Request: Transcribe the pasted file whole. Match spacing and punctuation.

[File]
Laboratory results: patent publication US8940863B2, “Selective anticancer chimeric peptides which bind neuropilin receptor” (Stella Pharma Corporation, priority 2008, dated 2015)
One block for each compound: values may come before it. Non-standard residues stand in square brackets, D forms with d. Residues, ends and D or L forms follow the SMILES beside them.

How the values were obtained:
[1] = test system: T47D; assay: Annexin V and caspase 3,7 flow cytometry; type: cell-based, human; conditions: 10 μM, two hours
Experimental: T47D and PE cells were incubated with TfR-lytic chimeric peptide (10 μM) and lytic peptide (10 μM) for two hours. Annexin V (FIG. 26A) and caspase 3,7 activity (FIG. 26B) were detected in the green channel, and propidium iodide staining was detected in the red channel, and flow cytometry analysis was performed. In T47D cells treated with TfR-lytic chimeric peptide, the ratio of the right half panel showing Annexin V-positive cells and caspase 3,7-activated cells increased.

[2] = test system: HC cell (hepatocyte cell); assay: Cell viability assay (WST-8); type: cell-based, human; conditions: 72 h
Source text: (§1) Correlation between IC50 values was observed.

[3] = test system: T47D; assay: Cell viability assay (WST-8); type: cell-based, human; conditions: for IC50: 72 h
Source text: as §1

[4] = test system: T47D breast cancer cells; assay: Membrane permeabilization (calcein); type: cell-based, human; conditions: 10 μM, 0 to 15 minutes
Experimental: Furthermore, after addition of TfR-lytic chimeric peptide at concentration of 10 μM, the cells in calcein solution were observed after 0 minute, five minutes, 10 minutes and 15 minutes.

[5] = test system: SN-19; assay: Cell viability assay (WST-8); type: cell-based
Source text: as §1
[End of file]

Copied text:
Laboratory results: patent publication US8940863B2, “Selective anticancer chimeric peptides which bind neuropilin receptor” (Stella Pharma Corporation, priority 2008, dated 2015)
One block for each compound: values may come before it. Non-standard residues stand in square brackets, D forms with d. Residues, ends and D or L forms follow the SMILES beside them.

How the values were obtained:
[1] = test system: T47D; assay: Annexin V and caspase 3,7 flow cytometry; type: cell-based, human; conditions: 10 μM, two hours
Experimental: T47D and PE cells were incubated with TfR-lytic chimeric peptide (10 μM) and lytic peptide (10 μM) for two hours. Annexin V (FIG. 26A) and caspase 3,7 activity (FIG. 26B) were detected in the green channel, and propidium iodide staining was detected in the red channel, and flow cytometry analysis was performed. In T47D cells treated with TfR-lytic chimeric peptide, the ratio of the right half panel showing Annexin V-positive cells and caspase 3,7-activated cells increased.

[2] = test system: HC cell (hepatocyte cell); assay: Cell viability assay (WST-8); type: cell-based, human; conditions: 72 h
Source text: (§1) Correlation between IC50 values was observed.

[3] = test system: T47D; assay: Cell viability assay (WST-8); type: cell-based, human; conditions: for IC50: 72 h
Source text: as §1

[4] = test system: T47D breast cancer cells; assay: Membrane permeabilization (calcein); type: cell-based, human; conditions: 10 μM, 0 to 15 minutes
Experimental: Furthermore, after addition of TfR-lytic chimeric peptide at concentration of 10 μM, the cells in calcein solution were observed after 0 minute, five minutes, 10 minutes and 15 minutes.

[5] = test system: SN-19; assay: Cell viability assay (WST-8); type: cell-based
Source text: as §1